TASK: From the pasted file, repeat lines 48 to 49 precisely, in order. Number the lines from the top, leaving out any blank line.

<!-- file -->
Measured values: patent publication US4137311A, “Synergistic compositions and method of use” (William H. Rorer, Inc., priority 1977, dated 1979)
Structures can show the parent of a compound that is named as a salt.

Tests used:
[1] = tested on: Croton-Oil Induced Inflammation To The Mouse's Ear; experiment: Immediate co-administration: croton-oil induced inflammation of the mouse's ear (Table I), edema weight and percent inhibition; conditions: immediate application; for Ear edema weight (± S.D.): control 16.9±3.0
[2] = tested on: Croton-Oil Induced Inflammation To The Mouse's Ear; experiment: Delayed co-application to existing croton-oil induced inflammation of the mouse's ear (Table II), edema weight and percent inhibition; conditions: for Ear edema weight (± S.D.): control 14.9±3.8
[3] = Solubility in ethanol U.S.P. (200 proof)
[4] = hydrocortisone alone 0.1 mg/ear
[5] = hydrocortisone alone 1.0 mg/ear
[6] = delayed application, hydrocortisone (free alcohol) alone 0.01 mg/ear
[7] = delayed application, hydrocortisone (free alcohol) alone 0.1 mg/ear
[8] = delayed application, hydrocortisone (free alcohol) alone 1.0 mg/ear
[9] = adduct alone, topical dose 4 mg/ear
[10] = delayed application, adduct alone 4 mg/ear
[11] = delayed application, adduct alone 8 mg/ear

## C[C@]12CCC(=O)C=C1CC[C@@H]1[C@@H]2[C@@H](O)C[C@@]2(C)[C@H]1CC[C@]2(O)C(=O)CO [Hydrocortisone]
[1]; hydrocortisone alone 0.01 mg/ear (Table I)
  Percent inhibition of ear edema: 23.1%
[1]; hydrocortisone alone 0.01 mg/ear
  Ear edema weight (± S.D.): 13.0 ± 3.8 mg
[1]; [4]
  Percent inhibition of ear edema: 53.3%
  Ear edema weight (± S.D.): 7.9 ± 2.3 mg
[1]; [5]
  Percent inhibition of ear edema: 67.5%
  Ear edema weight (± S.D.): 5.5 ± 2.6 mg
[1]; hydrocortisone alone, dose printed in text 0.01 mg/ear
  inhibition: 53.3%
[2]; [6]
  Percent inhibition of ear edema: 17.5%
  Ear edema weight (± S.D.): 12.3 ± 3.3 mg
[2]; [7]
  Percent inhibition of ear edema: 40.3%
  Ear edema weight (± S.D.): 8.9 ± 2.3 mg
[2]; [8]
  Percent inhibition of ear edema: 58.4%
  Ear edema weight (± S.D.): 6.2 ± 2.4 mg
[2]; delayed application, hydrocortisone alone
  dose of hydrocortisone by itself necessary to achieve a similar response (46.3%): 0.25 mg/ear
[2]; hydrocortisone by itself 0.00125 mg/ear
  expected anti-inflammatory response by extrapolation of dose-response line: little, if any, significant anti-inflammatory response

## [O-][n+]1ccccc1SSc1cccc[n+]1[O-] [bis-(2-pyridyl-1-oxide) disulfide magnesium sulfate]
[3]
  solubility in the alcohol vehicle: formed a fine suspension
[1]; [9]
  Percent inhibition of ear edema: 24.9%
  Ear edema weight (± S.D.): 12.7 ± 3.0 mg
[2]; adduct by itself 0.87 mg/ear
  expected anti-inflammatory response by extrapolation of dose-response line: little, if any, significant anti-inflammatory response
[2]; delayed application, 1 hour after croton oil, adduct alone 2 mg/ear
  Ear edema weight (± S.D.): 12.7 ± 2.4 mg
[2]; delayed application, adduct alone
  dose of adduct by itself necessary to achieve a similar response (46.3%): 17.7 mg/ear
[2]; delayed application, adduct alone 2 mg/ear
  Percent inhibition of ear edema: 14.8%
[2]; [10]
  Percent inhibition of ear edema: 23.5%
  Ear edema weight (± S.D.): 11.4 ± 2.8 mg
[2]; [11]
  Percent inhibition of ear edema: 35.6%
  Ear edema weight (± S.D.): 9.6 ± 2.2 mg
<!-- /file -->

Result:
  expected anti-inflammatory response by extrapolation of dose-response line: little, if any, significant anti-inflammatory response
[2]; delayed application, 1 hour after croton oil, adduct alone 2 mg/ear